Panel Paper: Tackling Social Determinants from a Systems Perspective: A Household-Based Intervention for Health and Well-Being

Friday, March 9, 2018
Room 24 (Burkle Family Building at Claremont Graduate University)

*Names in bold indicate Presenter

Michele Abbott, Pardee RAND Graduate School


There is a growing appreciation among researchers that the social determinants of health (SDH) constitute a “wicked” problem; one that is subject to feedback loops, dynamic network effects, and emergent tendencies. While it is necessary to empirically establish causal relationships between specific determinants and health outcomes, traditional quantitative methods have studied reductionist, linear associations rather than considering “complex adaptive system” paradigms. Academic discussion is trending in this direction, but very few studies to date have applied a systems approach to SDH. This is likely because a systems perspective does not map neatly onto the upstream-downstream dichotomy which dominates much of the SDH literature.

Policy problem

One major difficulty policy researchers face when tackling complex social problems is establishing system boundaries that make research feasible without being reductionist. To support effective policy-making, systems research must be both comprehensive and comprehensible.

In this paper, I propose one resolution to this problem: a focus on the household as a system. The household provides a bounded environment that is both complex and measurable – the subject of feedback mechanisms and emergent behaviors, but also adhering to an observable set of needs, decisions, and outcomes. It is a system both chaotic and familiar. This paper will first explore the conceptualization of the household as a system, and then use data from a novel household-based intervention to analyze its application and generate policy recommendations.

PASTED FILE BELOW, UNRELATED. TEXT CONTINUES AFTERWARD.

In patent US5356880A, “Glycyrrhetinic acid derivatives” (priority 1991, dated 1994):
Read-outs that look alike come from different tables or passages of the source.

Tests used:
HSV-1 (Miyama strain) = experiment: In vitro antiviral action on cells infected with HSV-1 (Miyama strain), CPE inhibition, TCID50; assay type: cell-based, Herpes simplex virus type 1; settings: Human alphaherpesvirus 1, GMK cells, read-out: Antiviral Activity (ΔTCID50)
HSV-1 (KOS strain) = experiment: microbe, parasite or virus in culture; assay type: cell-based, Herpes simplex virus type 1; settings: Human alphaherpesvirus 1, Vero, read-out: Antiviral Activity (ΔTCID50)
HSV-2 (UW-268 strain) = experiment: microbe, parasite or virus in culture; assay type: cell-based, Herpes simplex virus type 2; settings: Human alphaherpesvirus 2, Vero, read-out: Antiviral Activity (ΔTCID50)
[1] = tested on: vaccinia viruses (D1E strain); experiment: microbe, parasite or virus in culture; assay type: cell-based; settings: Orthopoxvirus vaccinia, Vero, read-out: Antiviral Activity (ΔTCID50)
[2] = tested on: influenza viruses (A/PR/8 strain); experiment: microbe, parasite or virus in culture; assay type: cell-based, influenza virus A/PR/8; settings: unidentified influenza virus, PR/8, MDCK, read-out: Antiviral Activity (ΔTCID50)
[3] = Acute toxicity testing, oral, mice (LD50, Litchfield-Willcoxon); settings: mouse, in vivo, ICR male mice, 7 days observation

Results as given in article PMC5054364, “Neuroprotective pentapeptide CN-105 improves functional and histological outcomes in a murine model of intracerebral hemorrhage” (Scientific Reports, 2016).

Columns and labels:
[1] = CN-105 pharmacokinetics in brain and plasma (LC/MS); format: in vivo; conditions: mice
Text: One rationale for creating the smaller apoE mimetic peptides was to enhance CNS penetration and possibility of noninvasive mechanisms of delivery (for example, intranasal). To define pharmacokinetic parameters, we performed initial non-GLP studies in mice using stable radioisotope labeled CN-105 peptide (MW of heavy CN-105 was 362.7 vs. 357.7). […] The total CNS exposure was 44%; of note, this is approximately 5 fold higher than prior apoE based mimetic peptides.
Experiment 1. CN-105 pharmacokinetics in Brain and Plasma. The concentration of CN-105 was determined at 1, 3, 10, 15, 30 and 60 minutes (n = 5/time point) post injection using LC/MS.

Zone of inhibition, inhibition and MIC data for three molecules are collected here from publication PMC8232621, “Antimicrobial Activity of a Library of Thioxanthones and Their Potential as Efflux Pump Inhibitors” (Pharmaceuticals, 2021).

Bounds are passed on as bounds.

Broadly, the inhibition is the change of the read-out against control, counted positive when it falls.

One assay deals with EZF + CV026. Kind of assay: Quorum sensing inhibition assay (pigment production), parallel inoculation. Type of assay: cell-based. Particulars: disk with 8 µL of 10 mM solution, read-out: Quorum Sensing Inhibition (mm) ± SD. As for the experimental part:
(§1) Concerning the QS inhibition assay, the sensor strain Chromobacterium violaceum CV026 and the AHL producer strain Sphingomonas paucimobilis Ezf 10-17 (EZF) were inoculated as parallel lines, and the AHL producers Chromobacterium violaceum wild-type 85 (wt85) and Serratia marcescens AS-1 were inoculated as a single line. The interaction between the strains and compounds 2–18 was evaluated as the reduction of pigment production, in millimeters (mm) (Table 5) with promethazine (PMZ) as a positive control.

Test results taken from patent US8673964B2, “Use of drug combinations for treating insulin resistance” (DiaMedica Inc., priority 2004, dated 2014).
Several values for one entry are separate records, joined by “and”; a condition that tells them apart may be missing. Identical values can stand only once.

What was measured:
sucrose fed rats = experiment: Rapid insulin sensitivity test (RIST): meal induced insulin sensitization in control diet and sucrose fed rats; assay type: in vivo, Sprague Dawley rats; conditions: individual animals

Research questions

  1. How can the complexity of SDH be captured and visualized within a household system?
  2. Does a holistic, household-based intervention improve health and multi-dimensional resilience?


First, I visualize the household as a complex system using common systems thinking methods, including rich pictures and causal loop diagrams. Second, I present preliminary results from a quantitative analysis of NeighborhoodHELP – a household-based intervention operating in low-income and immigrant communities in Miami-Dade County, Florida. NeighborhoodHELP has conducted bi-monthly household visits over a period of over two and a half years (March 2015 through December 2017) to over 800 households. The longitudinal data includes households’ self-reported “most urgent” social need, services provided by outreach workers, and a “risk score” rating (from 1 to 5) across ten different SDH sectors: health, food security, housing, income, employment, education, transportation, daily activities, technology, and legal support.